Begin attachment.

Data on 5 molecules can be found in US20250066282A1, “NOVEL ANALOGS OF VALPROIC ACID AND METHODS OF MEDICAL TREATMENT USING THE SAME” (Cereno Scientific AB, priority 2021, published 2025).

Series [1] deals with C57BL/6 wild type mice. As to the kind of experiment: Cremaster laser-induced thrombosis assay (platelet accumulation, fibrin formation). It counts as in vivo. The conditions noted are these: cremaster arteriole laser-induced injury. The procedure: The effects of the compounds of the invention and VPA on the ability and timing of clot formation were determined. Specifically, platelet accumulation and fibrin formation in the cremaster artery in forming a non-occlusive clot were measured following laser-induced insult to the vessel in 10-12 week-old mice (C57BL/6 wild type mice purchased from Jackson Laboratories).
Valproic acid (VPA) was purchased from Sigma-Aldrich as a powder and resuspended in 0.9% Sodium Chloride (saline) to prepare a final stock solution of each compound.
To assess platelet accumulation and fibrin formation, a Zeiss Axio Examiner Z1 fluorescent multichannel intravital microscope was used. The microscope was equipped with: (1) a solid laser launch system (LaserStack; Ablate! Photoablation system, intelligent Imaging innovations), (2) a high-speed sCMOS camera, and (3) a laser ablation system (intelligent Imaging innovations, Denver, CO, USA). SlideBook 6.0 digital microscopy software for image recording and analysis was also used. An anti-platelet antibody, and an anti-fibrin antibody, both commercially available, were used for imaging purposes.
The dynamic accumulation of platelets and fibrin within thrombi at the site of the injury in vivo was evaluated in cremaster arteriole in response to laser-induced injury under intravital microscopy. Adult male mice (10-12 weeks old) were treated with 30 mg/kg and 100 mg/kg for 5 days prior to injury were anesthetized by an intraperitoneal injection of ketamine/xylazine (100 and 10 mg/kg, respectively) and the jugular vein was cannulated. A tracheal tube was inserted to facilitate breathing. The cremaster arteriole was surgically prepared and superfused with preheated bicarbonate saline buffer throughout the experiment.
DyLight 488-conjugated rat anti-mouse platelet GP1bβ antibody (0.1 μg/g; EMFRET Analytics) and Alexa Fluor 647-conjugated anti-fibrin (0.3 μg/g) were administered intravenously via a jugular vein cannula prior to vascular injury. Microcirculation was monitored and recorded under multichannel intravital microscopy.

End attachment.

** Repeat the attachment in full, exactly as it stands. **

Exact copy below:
Data on 5 molecules can be found in US20250066282A1, “NOVEL ANALOGS OF VALPROIC ACID AND METHODS OF MEDICAL TREATMENT USING THE SAME” (Cereno Scientific AB, priority 2021, published 2025).

Series [1] deals with C57BL/6 wild type mice. As to the kind of experiment: Cremaster laser-induced thrombosis assay (platelet accumulation, fibrin formation). It counts as in vivo. The conditions noted are these: cremaster arteriole laser-induced injury. The procedure: The effects of the compounds of the invention and VPA on the ability and timing of clot formation were determined. Specifically, platelet accumulation and fibrin formation in the cremaster artery in forming a non-occlusive clot were measured following laser-induced insult to the vessel in 10-12 week-old mice (C57BL/6 wild type mice purchased from Jackson Laboratories).
Valproic acid (VPA) was purchased from Sigma-Aldrich as a powder and resuspended in 0.9% Sodium Chloride (saline) to prepare a final stock solution of each compound.
To assess platelet accumulation and fibrin formation, a Zeiss Axio Examiner Z1 fluorescent multichannel intravital microscope was used. The microscope was equipped with: (1) a solid laser launch system (LaserStack; Ablate! Photoablation system, intelligent Imaging innovations), (2) a high-speed sCMOS camera, and (3) a laser ablation system (intelligent Imaging innovations, Denver, CO, USA). SlideBook 6.0 digital microscopy software for image recording and analysis was also used. An anti-platelet antibody, and an anti-fibrin antibody, both commercially available, were used for imaging purposes.
The dynamic accumulation of platelets and fibrin within thrombi at the site of the injury in vivo was evaluated in cremaster arteriole in response to laser-induced injury under intravital microscopy. Adult male mice (10-12 weeks old) were treated with 30 mg/kg and 100 mg/kg for 5 days prior to injury were anesthetized by an intraperitoneal injection of ketamine/xylazine (100 and 10 mg/kg, respectively) and the jugular vein was cannulated. A tracheal tube was inserted to facilitate breathing. The cremaster arteriole was surgically prepared and superfused with preheated bicarbonate saline buffer throughout the experiment.
DyLight 488-conjugated rat anti-mouse platelet GP1bβ antibody (0.1 μg/g; EMFRET Analytics) and Alexa Fluor 647-conjugated anti-fibrin (0.3 μg/g) were administered intravenously via a jugular vein cannula prior to vascular injury. Microcirculation was monitored and recorded under multichannel intravital microscopy.